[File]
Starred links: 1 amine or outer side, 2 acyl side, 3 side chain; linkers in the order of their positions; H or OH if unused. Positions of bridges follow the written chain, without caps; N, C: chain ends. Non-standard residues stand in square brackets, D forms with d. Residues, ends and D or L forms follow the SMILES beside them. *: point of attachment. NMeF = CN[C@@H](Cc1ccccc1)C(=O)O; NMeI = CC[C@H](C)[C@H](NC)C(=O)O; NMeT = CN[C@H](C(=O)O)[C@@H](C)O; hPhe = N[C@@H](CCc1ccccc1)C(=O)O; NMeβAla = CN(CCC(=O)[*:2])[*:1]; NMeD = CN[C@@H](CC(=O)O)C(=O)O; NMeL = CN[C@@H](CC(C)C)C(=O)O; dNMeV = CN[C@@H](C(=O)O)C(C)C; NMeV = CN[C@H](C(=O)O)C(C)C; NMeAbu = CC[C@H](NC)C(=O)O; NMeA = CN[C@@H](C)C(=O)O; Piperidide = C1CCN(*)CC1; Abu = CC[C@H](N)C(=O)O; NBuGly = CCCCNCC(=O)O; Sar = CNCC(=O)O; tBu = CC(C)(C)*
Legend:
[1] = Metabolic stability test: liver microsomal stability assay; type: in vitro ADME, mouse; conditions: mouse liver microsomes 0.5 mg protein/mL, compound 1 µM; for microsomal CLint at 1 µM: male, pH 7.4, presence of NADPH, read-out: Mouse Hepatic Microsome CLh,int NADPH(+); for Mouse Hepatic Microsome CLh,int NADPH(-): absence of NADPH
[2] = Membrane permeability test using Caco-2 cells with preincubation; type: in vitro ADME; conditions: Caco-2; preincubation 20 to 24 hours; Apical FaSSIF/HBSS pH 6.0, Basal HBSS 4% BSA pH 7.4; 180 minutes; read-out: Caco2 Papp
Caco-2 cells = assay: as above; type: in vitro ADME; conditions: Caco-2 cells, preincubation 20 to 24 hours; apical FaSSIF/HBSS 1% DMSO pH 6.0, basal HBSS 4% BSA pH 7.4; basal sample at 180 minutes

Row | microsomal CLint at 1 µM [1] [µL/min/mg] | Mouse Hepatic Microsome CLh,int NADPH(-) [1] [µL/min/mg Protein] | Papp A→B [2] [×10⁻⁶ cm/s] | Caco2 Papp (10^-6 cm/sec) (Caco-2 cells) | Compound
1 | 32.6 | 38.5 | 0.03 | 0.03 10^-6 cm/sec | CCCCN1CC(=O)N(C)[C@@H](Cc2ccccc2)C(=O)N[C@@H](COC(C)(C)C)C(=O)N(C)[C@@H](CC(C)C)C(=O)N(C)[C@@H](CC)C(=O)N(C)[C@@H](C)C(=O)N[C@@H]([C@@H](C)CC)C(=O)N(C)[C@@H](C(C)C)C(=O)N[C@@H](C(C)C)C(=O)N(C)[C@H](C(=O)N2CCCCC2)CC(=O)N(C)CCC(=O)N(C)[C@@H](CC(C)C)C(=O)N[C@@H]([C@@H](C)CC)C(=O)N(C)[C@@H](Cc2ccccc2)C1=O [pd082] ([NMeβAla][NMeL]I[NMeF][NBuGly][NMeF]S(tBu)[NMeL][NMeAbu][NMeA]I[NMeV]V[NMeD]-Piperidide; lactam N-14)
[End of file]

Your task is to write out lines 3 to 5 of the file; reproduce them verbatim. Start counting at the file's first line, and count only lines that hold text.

[1] = Metabolic stability test: liver microsomal stability assay; type: in vitro ADME, mouse; conditions: mouse liver microsomes 0.5 mg protein/mL, compound 1 µM; for microsomal CLint at 1 µM: male, pH 7.4, presence of NADPH, read-out: Mouse Hepatic Microsome CLh,int NADPH(+); for Mouse Hepatic Microsome CLh,int NADPH(-): absence of NADPH
[2] = Membrane permeability test using Caco-2 cells with preincubation; type: in vitro ADME; conditions: Caco-2; preincubation 20 to 24 hours; Apical FaSSIF/HBSS pH 6.0, Basal HBSS 4% BSA pH 7.4; 180 minutes; read-out: Caco2 Papp
Caco-2 cells = assay: as above; type: in vitro ADME; conditions: Caco-2 cells, preincubation 20 to 24 hours; apical FaSSIF/HBSS 1% DMSO pH 6.0, basal HBSS 4% BSA pH 7.4; basal sample at 180 minutes